- The State Opposition has blamed Health Minister Kim Hames for what they say is a dramatic rise in ambulance ramping in Perth’s south.
- Health authorities across Victoria’s Goulburn Murray have welcomed the establishment of a national task force to tackle the drug ‘ice’.
- The Tasmanian Government is spending $200,000 to train more nurses ahead of a predicted skills shortage over the next few years.
News on Health Professional Radio. Today is the 10th April 2015. Read by Rebecca Foster.
The State Opposition has blamed Health Minister Kim Hames for what they say is a dramatic rise in ambulance ramping in Perth’s south.
Figures released by the Opposition indicate there has been a 693 per cent increase in ramping at Rockingham hospital compared to the same period last year.
At Joondalup Health Campus ramping has increased 23 per cent this year to date, compared with the same period last year.
Opposition Leader Mark McGowan said the Health Minister must take responsibility for the problem, which sees ambulances forced to wait outside hospitals to unload their patients.
Opposition Health spokesman Roger Cook said the new Fiona Stanley Hospital was supposed to take pressure off the health system.
But with the deluge of patients flooding into the hospital, he said that pressure is now being push back onto other hospitals, particularly in the southern metropolitan area.
Mr McGowan said the Health Minister had failed to address the problem.
Health authorities across Victoria’s Goulburn Murray have welcomed the establishment of a national task force to tackle the drug ‘ice’.
Prime Minister Tony Abbott is putting together the task force to be headed by former Victorian police chief commissioner Ken Lay.
Clinical mental health leader with Albury Wodonga Health, Alan Fisher, said bringing all the agencies together to address the problem was overdue.
He said he hoped that getting people into rehabilitation and detox facilities as quickly as possible was part of the multi-pronged approach.
“Treatment services have lengthy delays and that can be discouraging for people trying to get help and it certainly doesn’t help with the quality of people’s lives or ability to work and that sort of thing,” he said.
“[It’s] not always about throwing millions and millions of dollars, it’s about how you spend it and what specifically you do.
“They’re recognising that often people using crystal meth are also using other substances as well in hazardous amounts which makes the situation more complicated and it certainly can be a barrier in getting to treatment.
“The response can’t be down to one service or system, it needs to be shared across the services and people.”
The president of the North-East Law Association, Danny Frigerio said the national task force was a step in the right direction.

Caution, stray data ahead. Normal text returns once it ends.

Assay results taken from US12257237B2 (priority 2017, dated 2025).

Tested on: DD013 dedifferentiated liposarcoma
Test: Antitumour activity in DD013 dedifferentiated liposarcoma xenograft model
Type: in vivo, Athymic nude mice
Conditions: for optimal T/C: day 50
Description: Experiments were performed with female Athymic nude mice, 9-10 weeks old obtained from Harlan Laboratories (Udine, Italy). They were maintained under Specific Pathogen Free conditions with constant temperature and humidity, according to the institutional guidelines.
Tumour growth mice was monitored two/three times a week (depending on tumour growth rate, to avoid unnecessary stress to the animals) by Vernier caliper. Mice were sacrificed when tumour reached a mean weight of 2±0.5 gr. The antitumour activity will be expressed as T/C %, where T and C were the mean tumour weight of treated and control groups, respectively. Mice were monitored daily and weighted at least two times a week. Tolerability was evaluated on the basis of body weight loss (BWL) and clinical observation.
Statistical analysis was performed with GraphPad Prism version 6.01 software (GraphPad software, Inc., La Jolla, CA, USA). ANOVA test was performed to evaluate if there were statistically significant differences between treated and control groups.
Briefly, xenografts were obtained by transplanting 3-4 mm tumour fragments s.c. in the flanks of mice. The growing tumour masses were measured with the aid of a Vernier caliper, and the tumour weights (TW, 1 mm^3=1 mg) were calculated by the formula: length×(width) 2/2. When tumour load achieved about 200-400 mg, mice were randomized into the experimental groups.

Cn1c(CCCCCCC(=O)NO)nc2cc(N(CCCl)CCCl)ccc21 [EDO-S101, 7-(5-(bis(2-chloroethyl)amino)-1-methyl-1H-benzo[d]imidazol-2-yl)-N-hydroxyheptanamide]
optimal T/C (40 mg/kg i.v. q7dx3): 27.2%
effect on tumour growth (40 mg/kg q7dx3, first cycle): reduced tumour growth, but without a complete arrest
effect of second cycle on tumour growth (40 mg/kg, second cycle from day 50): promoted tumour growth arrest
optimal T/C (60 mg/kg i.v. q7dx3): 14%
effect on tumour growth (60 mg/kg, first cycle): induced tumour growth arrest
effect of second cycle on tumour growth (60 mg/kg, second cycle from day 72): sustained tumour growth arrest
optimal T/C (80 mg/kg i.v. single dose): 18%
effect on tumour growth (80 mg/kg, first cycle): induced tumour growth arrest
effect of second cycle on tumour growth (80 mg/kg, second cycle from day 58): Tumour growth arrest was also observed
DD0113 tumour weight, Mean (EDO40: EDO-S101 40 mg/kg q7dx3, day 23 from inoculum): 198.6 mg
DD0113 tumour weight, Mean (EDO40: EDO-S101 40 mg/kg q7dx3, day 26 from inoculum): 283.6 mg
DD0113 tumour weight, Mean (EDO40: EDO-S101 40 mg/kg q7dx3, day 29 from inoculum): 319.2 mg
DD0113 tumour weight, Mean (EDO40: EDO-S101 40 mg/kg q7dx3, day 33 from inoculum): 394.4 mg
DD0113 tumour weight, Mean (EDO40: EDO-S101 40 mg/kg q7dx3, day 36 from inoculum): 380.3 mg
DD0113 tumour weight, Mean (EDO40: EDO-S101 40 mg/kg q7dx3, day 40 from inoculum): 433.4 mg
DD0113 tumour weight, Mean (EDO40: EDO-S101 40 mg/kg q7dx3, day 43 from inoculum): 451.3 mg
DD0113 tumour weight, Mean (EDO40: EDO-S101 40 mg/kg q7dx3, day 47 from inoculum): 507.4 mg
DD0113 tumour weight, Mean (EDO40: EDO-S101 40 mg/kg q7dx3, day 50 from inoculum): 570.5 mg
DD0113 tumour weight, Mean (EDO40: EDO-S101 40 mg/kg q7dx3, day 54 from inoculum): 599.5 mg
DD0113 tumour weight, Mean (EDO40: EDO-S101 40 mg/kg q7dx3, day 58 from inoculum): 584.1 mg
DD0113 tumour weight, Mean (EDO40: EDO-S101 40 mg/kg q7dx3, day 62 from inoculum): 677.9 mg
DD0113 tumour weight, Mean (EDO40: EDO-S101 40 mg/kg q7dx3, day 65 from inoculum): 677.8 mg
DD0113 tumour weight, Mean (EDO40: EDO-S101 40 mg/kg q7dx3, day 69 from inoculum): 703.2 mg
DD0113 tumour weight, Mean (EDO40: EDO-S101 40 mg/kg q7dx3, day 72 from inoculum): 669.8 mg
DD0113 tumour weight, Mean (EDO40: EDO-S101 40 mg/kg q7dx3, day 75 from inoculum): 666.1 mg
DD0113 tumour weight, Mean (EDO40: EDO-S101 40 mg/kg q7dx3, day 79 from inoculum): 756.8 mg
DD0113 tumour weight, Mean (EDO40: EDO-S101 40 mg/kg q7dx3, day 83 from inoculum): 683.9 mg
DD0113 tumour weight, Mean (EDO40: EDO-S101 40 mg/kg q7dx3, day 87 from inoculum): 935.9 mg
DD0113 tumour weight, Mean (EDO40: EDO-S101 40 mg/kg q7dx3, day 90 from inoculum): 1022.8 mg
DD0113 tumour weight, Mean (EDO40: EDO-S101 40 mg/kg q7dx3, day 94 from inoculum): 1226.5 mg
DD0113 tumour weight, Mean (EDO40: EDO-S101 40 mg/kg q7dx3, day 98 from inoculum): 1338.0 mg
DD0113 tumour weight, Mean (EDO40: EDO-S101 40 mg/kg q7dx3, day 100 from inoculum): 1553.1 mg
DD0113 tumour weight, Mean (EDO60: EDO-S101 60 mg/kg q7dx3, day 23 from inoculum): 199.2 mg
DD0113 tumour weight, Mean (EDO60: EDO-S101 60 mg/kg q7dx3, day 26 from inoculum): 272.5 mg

Mr Frigerio said courts in the region were being inundated with cases related to the use of ice and he hoped the task force would be much more than just another inquiry.
Meanwhile, Victoria’s Mental Health Minister, Martin Foley, cautiously welcomed the Federal Government move but warned the issue would not be easily solved.
It follows the Victorian Government’s own $45 million action plan which includes new tough laws to punish manufacturers and dealers of methamphetamines.
Mr Foley said there needed to be a united approach.
The Tasmanian Government is spending $200,000 to train more nurses ahead of a predicted skills shortage over the next few years.
The Nursing and Midwifery Federation won a government tender to train 20 extra enrolled nurses at its Hobart education and training centre.
It predicted a shortfall of nearly 400 nurses in the aged and community care sectors by 2020.
Secretary Neroli Ellis said hundreds of nurses were approaching retirement.
“We have the oldest average age of nurses in Tasmania for the whole country so there is going to be a retirement boom coming up in regards to a huge loss in the next five to 10 years,” she said.
The training positions were in addition to a similar course offered by Tas TAFE.
State Growth Minister Matthew Groom said it was another example of the Government investing in jobs.
“This is about working with industry to identify future skills gaps in areas of critical importance to Tasmania and I don’t think you’ll get a better example of that than in health care.”
The Tasmanian Opposition claims cuts to the health system have made the problem worse.
Leader Bryan Green said nursing graduates were looking interstate for work.
Ms Ellis agreed budget cuts were contributing to the skills shortage.
“We’ve lost 36 nurses so far in the budget cuts and clearly we’re really under pressure and there’s many areas that haven’t got enough nurses,” she said.
“The recruitment processes are slow.”
But Mr Groom insisted the cuts were necessary to make the health budget sustainable into the future.
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